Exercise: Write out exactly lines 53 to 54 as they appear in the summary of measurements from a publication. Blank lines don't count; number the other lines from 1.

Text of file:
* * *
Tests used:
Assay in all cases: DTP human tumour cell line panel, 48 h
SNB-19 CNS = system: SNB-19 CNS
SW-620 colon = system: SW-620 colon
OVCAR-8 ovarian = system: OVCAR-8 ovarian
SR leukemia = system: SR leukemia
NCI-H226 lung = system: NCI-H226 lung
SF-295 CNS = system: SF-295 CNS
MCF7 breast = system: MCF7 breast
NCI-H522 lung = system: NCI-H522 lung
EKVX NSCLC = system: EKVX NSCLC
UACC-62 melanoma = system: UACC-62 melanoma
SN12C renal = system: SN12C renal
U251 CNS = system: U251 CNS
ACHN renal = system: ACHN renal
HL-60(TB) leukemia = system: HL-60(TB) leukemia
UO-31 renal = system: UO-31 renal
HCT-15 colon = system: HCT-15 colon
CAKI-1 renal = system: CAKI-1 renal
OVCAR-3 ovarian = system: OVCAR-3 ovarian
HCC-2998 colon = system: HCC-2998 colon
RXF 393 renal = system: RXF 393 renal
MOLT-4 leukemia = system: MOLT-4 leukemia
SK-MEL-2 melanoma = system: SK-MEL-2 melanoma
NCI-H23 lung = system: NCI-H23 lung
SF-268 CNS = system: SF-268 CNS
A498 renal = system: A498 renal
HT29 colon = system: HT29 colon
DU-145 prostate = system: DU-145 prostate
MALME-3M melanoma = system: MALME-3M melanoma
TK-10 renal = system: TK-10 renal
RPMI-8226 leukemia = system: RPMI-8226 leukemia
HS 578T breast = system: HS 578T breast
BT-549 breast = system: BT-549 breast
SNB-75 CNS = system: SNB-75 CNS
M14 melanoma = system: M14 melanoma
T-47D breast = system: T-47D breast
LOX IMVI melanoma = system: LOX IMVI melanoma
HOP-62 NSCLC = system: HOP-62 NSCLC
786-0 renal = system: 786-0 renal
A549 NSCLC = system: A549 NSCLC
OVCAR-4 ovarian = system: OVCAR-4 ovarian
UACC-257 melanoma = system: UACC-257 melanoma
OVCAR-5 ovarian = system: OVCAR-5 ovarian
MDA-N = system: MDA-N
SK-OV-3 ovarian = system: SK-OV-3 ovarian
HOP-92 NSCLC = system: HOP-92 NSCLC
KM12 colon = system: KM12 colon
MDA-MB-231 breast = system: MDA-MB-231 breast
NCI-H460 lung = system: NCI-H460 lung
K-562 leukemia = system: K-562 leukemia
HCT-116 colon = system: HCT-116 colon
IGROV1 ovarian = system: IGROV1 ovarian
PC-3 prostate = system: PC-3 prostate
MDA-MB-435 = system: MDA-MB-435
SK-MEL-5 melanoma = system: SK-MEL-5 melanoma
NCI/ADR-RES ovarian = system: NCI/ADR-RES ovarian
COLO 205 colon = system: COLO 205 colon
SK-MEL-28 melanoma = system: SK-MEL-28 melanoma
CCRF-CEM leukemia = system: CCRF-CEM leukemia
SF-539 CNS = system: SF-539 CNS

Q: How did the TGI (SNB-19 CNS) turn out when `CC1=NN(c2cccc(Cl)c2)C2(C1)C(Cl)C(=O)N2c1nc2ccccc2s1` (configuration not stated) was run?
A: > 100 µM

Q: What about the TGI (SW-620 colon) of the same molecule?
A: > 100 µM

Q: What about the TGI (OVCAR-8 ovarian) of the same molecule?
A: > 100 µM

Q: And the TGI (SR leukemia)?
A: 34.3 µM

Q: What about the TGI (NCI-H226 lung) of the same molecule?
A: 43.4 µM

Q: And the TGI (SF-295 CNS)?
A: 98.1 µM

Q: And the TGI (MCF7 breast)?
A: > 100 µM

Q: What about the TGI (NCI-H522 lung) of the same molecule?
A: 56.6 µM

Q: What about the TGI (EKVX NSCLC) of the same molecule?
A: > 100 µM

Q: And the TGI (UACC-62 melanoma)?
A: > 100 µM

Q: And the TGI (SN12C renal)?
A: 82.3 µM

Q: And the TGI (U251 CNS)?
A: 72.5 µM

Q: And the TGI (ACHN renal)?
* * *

IGROV1 ovarian = system: IGROV1 ovarian
PC-3 prostate = system: PC-3 prostate